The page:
SPD contents look acceptable, if not standard. Only one CAS# latency is supported - 2, which is not surprising for top memory modules — such modules will hardly need compatibility with "older" modes like DDR-333. So it's only natural that the main and only tCL = 2 corresponds to the cycle time of 5 ns, that is DDR-400 mode. The timings scheme strictly matches the specification value — 2-3-2-6, which is a nice surprise, as it theoretically should guarantee that BIOS versions in the majority of motherboards would set these very timings by default. Peculiarities of the SPD contents in the modules under review include the not-defined SPD revision "0.0" as well as the lack of information on the manufacturing date and the serial number. Considering our previous reviews of Corsair memory modules, the last two peculiarities seem to pertain to all modules from this manufacturer — both DDR as well as DDR2.
Testbed Configurations and Software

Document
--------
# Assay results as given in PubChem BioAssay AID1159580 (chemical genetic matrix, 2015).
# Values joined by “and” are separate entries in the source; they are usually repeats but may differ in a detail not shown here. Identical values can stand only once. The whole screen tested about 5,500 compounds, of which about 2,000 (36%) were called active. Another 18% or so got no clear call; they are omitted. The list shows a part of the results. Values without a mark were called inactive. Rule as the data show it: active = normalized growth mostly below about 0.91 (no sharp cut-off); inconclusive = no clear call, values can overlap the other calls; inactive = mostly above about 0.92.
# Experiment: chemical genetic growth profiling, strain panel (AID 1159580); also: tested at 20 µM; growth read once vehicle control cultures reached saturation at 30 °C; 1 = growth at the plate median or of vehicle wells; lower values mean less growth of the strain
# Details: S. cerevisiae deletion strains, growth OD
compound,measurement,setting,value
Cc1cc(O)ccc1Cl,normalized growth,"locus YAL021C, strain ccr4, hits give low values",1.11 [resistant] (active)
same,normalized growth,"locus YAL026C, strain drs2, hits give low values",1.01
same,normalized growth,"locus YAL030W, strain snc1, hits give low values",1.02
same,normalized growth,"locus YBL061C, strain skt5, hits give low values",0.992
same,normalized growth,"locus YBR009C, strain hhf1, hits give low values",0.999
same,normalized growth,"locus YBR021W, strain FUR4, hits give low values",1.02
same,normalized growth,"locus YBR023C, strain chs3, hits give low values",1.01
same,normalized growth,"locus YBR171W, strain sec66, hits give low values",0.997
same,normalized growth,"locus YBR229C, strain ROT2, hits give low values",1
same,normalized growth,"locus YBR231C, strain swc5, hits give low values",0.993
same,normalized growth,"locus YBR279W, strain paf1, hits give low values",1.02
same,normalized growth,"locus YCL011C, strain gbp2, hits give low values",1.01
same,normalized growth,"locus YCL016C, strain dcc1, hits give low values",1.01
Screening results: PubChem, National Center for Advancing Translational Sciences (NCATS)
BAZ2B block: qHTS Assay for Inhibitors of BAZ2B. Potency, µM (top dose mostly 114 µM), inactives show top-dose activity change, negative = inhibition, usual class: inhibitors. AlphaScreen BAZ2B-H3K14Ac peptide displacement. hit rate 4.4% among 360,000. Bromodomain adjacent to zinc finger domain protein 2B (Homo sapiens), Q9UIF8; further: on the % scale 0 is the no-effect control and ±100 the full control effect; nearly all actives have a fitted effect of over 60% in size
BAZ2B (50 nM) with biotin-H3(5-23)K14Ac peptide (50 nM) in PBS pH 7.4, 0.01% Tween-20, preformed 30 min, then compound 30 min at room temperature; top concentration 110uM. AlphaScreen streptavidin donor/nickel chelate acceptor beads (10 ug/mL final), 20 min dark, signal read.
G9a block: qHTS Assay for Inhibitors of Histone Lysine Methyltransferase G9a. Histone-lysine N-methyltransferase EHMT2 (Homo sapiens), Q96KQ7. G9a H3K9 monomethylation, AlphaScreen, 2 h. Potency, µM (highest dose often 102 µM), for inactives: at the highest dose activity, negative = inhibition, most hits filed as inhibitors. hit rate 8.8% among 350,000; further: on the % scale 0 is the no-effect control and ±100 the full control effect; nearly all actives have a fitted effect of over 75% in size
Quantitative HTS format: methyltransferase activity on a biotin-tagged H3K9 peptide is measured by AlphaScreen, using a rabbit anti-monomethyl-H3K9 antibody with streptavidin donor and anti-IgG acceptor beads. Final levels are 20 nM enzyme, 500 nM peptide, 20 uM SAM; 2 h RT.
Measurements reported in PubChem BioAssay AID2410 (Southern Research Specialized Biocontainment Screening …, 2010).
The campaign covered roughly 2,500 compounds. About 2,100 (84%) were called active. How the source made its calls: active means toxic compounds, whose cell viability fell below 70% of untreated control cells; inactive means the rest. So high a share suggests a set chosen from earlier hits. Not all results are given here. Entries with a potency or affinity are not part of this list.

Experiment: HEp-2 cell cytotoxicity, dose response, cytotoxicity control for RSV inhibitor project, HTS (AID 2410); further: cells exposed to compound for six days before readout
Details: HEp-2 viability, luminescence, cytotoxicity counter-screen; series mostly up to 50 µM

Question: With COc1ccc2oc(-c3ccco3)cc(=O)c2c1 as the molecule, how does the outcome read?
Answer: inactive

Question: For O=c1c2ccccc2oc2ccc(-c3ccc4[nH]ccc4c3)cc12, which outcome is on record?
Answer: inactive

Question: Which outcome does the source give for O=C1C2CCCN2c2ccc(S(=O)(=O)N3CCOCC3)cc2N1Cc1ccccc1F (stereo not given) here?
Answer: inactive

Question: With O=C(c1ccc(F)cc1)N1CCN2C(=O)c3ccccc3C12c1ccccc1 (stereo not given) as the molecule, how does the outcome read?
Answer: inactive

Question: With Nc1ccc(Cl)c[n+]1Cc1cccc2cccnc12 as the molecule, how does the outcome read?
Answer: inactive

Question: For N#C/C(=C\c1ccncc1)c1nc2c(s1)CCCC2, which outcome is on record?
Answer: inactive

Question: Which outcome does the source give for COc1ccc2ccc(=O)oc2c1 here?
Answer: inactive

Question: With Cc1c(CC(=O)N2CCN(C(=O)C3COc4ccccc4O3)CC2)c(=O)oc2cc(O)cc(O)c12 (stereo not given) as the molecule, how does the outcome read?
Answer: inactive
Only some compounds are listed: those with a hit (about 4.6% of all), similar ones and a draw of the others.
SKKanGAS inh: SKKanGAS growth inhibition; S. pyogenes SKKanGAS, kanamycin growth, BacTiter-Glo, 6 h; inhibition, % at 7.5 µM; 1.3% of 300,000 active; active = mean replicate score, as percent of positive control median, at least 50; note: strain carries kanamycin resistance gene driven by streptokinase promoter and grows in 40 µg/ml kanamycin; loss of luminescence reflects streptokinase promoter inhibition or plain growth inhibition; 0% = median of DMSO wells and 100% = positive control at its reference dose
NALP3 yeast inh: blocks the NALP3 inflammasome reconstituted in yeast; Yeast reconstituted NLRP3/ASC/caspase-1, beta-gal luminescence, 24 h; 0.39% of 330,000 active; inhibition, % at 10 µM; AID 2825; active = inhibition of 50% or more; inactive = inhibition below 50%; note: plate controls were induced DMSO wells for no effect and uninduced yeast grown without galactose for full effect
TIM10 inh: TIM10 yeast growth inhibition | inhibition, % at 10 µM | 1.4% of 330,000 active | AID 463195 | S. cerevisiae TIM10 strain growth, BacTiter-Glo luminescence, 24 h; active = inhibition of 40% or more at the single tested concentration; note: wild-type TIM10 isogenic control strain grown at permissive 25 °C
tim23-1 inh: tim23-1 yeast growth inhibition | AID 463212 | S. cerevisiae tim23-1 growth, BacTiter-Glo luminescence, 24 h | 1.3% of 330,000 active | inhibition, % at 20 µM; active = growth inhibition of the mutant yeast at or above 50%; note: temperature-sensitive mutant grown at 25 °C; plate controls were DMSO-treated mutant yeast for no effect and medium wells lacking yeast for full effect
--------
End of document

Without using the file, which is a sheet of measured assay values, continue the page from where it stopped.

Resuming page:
As these Corsair memory modules were manufactured specially for the new ASUS A8N32SLI Deluxe motherboard (labels on the boxes with the memory modules as well as with the motherboard), we logically decided to test these modules on this very motherboard (Testbed 1).
The modules were tested in the standard mode — DDR-400. For comparison purposes, we performed the same tests with a couple of 512 MB Corsair DDR-400 modules (used in our test lab for a long time already) with extremely low timings 2-2-2-5 (Testbed 2).
As usual, memory timings in the first series of tests were set by default (in BIOS Setup — Memory Timings: "by SPD"). In both cases ASUS A8N32SLI Deluxe motherboard set these values correctly, that is strictly according to SPD. What's important, in both cases BIOS set Command Rate to 1T (a faster mode), which can be supported by these modules, according to the manufacturer.
The new 1 GB Corsair modules are expectedly almost no worse in memory bandwidth than much older 512 MB modules with a tad lower timings — in all the four cases (average/maximum memory read/write bandwidth) the spread is so small that it can be written off to the measurement error. Strange as it may seem, 1 GB modules do not differ in pseudo-random latencies either. Real differences, against the slightly slower (to be more exact, offering a tad higher latencies) 1 GB modules, can be seen only in random access latency. The difference is about 8%.